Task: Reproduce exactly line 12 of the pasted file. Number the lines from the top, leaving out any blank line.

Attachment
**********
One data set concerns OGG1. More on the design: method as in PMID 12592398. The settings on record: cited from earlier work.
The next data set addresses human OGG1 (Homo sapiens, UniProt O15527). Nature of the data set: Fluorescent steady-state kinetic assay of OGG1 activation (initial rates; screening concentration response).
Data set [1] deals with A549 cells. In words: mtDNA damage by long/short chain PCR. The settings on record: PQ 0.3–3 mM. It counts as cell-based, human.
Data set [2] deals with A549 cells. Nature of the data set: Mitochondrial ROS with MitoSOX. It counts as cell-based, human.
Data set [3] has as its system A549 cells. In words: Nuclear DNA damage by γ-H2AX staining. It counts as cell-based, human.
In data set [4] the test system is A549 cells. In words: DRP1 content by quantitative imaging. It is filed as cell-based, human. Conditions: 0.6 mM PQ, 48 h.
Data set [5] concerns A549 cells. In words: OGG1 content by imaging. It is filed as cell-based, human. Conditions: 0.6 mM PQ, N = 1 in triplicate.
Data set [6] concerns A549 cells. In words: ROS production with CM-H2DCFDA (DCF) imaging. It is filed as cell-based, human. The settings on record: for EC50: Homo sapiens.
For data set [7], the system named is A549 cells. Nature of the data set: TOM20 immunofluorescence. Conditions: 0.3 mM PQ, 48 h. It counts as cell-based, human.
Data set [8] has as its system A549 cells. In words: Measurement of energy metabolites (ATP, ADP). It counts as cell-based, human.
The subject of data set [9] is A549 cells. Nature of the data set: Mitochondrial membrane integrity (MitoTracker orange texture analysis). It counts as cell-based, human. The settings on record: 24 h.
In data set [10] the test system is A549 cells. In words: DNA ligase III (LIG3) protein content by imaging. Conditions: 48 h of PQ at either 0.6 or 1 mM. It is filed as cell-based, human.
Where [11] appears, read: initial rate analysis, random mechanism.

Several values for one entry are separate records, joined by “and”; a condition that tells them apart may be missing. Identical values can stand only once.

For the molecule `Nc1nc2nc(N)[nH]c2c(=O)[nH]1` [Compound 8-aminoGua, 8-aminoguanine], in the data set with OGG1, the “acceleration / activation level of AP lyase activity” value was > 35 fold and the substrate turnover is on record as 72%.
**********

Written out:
In data set [10] the test system is A549 cells. In words: DNA ligase III (LIG3) protein content by imaging. Conditions: 48 h of PQ at either 0.6 or 1 mM. It is filed as cell-based, human.